According to a study by The Vanguard Group mutual fund company of Malvern, Pa., at the end of 2001 there were 23 million participants in defined-benefit plans and 57 million in defined-contribution plans. With about $1.6 trillion in holdings, 401(k)s contained about 80% of the defined-contribution assets. There were 392,800 401(k) plans with 70.6 million eligible employees, of which 45.9 million were participating.

 

In 2001, about 50% of American workers were not offered any kind of retirement plan at work. Of those who did receive coverage, nearly 30% were offered only defined-contribution plans, 15% had defined-contribution and defined-benefit plans and about 4% received only defined-benefit plans. The figures show a nearly complete reversal of the situation 20 years ago, when more than 30% of covered workers had defined benefit plans and only a smattering had defined-contribution plans.

 

At Enron, employees had the lion’s share of their retirement assets in Enron stock ‑  causing disaster when Enron shares became worthless after the company declared bankruptcy. That situation was not typical, however. Vanguard says that among all its 401(k) participants, only 14% of assets are tied up in employer stock. (Approximately 47% of Vanguard plans do not offer employer stock. Among those that do, 25% of assets are in employer stock.)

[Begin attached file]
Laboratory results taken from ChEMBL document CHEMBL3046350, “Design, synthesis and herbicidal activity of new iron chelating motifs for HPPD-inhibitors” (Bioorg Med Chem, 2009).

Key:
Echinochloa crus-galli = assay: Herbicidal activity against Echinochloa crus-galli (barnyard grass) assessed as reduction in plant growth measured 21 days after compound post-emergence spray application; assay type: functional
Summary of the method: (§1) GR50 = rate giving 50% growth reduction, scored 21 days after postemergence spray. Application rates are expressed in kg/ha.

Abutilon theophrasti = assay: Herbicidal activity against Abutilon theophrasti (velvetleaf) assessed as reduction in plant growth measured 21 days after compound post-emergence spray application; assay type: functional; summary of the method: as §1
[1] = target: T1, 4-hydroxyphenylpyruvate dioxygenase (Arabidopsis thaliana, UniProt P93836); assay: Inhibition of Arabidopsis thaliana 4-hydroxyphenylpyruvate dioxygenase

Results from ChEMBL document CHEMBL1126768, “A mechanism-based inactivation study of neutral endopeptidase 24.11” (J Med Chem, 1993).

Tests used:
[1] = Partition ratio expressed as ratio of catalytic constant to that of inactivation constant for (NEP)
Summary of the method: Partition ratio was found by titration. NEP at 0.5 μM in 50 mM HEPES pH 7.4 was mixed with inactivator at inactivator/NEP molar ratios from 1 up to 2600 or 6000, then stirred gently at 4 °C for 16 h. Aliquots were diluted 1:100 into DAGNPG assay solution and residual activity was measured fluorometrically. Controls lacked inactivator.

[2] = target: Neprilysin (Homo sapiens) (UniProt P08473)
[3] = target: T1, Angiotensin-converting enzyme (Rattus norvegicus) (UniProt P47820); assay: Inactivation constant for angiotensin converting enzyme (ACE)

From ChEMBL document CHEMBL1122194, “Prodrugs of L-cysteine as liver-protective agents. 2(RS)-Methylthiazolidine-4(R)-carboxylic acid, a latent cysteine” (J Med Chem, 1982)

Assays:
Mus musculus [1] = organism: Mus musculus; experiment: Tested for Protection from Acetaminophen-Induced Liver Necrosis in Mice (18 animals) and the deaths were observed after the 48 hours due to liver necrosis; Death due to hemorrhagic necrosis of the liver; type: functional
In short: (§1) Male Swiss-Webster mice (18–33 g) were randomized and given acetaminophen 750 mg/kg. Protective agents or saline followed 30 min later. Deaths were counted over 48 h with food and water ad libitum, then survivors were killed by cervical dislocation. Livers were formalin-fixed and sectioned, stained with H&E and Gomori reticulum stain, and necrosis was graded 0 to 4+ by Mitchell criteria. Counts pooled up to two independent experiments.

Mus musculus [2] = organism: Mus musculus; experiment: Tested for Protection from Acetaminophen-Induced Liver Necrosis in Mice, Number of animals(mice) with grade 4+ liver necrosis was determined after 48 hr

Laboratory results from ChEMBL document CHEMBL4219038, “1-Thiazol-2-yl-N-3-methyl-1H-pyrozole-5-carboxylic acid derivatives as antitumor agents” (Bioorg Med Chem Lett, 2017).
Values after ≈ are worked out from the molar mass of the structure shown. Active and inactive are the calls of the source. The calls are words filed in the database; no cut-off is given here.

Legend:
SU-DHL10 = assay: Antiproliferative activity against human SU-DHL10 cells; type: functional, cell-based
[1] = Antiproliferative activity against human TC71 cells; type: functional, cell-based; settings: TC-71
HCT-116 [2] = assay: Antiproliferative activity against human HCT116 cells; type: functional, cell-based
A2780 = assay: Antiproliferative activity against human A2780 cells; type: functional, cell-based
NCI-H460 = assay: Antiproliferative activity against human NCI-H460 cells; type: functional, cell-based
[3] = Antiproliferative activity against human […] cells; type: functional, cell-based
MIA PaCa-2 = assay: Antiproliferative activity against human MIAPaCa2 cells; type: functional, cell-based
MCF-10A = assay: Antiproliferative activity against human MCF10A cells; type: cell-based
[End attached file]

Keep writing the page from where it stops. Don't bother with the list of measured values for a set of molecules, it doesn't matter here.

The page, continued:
The majority of financial experts agree that for most workers, 25% is too high. While employees at highly successful companies such as Microsoft have become rich in employer stock, this is not likely in most cases. If a company runs into trouble, the employee with a lot of employer stock could lose both a job and the retirement savings. Consequently most people are better off with greater diversification.

 

“There has certainly been a lot more attention paid to the benefits of diversification” since the Enron debacle, says Olivia S. Mitchell, professor of insurance and risk management at Wharton and director of the school’s Pension Research Council. “If nothing else, I would hope that participants would move away from single-company stock.”

 

She says, however, that reports from industry consultants indicate employees have not shifted significant assets out of company stock. A Vanguard survey showed that employees tend to believe, incorrectly, that their employer’s stock is less risky than the market as a whole. “So perhaps there is less of a lesson learned than one would anticipate,” Mitchell notes.